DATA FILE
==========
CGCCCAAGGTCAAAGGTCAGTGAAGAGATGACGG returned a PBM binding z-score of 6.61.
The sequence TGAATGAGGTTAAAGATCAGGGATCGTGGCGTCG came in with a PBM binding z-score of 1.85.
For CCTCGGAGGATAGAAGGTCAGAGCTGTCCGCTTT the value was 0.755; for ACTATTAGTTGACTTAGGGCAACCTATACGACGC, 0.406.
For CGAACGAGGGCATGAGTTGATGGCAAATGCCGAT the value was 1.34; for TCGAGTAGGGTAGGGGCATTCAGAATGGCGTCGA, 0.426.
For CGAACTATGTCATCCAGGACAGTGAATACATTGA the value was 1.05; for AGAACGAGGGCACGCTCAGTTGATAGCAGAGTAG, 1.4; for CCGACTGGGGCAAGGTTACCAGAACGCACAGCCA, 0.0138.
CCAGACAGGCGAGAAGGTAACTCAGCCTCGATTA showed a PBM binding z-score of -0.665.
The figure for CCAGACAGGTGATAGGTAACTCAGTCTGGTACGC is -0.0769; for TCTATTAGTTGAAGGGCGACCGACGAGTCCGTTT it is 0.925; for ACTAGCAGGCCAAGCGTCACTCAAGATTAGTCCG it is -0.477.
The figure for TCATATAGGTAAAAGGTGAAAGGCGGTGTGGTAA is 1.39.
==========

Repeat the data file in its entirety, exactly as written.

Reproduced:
CGCCCAAGGTCAAAGGTCAGTGAAGAGATGACGG returned a PBM binding z-score of 6.61.
The sequence TGAATGAGGTTAAAGATCAGGGATCGTGGCGTCG came in with a PBM binding z-score of 1.85.
For CCTCGGAGGATAGAAGGTCAGAGCTGTCCGCTTT the value was 0.755; for ACTATTAGTTGACTTAGGGCAACCTATACGACGC, 0.406.
For CGAACGAGGGCATGAGTTGATGGCAAATGCCGAT the value was 1.34; for TCGAGTAGGGTAGGGGCATTCAGAATGGCGTCGA, 0.426.
For CGAACTATGTCATCCAGGACAGTGAATACATTGA the value was 1.05; for AGAACGAGGGCACGCTCAGTTGATAGCAGAGTAG, 1.4; for CCGACTGGGGCAAGGTTACCAGAACGCACAGCCA, 0.0138.
CCAGACAGGCGAGAAGGTAACTCAGCCTCGATTA showed a PBM binding z-score of -0.665.
The figure for CCAGACAGGTGATAGGTAACTCAGTCTGGTACGC is -0.0769; for TCTATTAGTTGAAGGGCGACCGACGAGTCCGTTT it is 0.925; for ACTAGCAGGCCAAGCGTCACTCAAGATTAGTCCG it is -0.477.
The figure for TCATATAGGTAAAAGGTGAAAGGCGGTGTGGTAA is 1.39.